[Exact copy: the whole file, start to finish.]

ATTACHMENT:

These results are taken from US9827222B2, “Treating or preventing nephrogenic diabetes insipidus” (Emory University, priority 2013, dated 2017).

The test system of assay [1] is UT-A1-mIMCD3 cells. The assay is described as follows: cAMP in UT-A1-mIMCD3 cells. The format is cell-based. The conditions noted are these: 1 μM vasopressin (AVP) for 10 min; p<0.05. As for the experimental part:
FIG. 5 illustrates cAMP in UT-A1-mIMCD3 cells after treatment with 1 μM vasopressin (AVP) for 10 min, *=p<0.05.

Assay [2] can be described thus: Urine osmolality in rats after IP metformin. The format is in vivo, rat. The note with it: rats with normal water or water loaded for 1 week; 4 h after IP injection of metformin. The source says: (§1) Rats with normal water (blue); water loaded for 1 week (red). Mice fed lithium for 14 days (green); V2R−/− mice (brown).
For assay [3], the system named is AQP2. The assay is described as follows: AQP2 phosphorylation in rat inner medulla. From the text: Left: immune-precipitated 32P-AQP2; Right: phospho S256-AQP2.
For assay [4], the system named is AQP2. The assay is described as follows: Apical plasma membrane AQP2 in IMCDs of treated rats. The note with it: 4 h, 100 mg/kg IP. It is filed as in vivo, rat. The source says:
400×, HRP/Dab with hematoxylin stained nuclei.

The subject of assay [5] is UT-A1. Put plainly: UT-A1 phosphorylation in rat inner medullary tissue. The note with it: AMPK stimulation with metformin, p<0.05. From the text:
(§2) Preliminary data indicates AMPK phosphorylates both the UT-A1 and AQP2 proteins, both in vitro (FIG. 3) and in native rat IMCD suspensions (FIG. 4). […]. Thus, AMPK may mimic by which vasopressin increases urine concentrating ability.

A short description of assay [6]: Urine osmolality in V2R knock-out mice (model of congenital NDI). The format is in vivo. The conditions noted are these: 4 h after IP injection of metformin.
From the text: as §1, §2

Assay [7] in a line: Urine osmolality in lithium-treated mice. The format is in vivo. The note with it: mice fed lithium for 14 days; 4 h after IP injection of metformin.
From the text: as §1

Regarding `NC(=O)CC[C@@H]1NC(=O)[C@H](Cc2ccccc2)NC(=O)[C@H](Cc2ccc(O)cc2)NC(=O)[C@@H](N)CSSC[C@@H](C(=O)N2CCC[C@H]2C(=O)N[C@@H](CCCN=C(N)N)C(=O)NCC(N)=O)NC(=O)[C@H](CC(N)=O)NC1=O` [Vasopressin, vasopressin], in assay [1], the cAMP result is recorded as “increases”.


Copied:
These results are taken from US9827222B2, “Treating or preventing nephrogenic diabetes insipidus” (Emory University, priority 2013, dated 2017).

The test system of assay [1] is UT-A1-mIMCD3 cells. The assay is described as follows: cAMP in UT-A1-mIMCD3 cells. The format is cell-based. The conditions noted are these: 1 μM vasopressin (AVP) for 10 min; p<0.05. As for the experimental part:
FIG. 5 illustrates cAMP in UT-A1-mIMCD3 cells after treatment with 1 μM vasopressin (AVP) for 10 min, *=p<0.05.

Assay [2] can be described thus: Urine osmolality in rats after IP metformin. The format is in vivo, rat. The note with it: rats with normal water or water loaded for 1 week; 4 h after IP injection of metformin. The source says: (§1) Rats with normal water (blue); water loaded for 1 week (red). Mice fed lithium for 14 days (green); V2R−/− mice (brown).
For assay [3], the system named is AQP2. The assay is described as follows: AQP2 phosphorylation in rat inner medulla. From the text: Left: immune-precipitated 32P-AQP2; Right: phospho S256-AQP2.
For assay [4], the system named is AQP2. The assay is described as follows: Apical plasma membrane AQP2 in IMCDs of treated rats. The note with it: 4 h, 100 mg/kg IP. It is filed as in vivo, rat. The source says:
400×, HRP/Dab with hematoxylin stained nuclei.

The subject of assay [5] is UT-A1. Put plainly: UT-A1 phosphorylation in rat inner medullary tissue. The note with it: AMPK stimulation with metformin, p<0.05. From the text:
(§2) Preliminary data indicates AMPK phosphorylates both the UT-A1 and AQP2 proteins, both in vitro (FIG. 3) and in native rat IMCD suspensions (FIG. 4). […]. Thus, AMPK may mimic by which vasopressin increases urine concentrating ability.

A short description of assay [6]: Urine osmolality in V2R knock-out mice (model of congenital NDI). The format is in vivo. The conditions noted are these: 4 h after IP injection of metformin.
From the text: as §1, §2

Assay [7] in a line: Urine osmolality in lithium-treated mice. The format is in vivo. The note with it: mice fed lithium for 14 days; 4 h after IP injection of metformin.
From the text: as §1

Regarding `NC(=O)CC[C@@H]1NC(=O)[C@H](Cc2ccccc2)NC(=O)[C@H](Cc2ccc(O)cc2)NC(=O)[C@@H](N)CSSC[C@@H](C(=O)N2CCC[C@H]2C(=O)N[C@@H](CCCN=C(N)N)C(=O)NCC(N)=O)NC(=O)[C@H](CC(N)=O)NC1=O` [Vasopressin, vasopressin], in assay [1], the cAMP result is recorded as “increases”.